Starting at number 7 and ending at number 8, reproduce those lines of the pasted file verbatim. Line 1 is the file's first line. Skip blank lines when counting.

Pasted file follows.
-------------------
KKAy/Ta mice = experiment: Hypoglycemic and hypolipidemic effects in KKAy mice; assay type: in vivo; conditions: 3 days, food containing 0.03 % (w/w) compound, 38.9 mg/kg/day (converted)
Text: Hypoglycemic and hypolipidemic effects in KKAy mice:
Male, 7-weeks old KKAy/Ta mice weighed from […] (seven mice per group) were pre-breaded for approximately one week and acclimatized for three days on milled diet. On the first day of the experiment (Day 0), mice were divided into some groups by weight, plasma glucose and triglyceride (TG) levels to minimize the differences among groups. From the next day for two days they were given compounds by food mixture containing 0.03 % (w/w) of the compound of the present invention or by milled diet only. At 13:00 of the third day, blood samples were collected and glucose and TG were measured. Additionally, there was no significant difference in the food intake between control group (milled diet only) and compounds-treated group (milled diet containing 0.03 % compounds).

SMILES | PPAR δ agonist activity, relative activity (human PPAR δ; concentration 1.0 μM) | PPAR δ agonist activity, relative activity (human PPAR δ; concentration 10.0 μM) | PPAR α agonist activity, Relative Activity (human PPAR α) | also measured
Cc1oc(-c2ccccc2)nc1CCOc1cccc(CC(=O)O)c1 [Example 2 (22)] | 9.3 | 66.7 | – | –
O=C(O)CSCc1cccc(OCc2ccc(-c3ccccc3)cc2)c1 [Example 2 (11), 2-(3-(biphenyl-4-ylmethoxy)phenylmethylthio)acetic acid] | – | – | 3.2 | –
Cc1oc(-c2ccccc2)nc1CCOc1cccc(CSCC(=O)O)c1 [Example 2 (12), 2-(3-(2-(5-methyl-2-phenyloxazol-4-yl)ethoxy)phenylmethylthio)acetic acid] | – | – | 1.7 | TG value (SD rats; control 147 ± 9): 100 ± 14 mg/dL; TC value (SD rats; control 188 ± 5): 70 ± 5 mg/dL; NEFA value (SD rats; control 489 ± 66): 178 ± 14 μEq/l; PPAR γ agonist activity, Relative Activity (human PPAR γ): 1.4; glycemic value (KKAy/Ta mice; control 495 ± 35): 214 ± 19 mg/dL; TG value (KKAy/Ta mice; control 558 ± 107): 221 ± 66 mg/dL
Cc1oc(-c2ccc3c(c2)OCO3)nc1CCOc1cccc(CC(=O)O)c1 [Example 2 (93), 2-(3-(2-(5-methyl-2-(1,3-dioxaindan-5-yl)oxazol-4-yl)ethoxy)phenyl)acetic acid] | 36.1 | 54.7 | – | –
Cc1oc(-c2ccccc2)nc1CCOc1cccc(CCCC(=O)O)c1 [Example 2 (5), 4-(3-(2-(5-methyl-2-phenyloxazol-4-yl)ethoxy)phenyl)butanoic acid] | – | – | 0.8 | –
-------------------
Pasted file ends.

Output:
Cc1oc(-c2ccccc2)nc1CCOc1cccc(CSCC(=O)O)c1 [Example 2 (12), 2-(3-(2-(5-methyl-2-phenyloxazol-4-yl)ethoxy)phenylmethylthio)acetic acid] | – | – | 1.7 | TG value (SD rats; control 147 ± 9): 100 ± 14 mg/dL; TC value (SD rats; control 188 ± 5): 70 ± 5 mg/dL; NEFA value (SD rats; control 489 ± 66): 178 ± 14 μEq/l; PPAR γ agonist activity, Relative Activity (human PPAR γ): 1.4; glycemic value (KKAy/Ta mice; control 495 ± 35): 214 ± 19 mg/dL; TG value (KKAy/Ta mice; control 558 ± 107): 221 ± 66 mg/dL
Cc1oc(-c2ccc3c(c2)OCO3)nc1CCOc1cccc(CC(=O)O)c1 [Example 2 (93), 2-(3-(2-(5-methyl-2-(1,3-dioxaindan-5-yl)oxazol-4-yl)ethoxy)phenyl)acetic acid] | 36.1 | 54.7 | – | –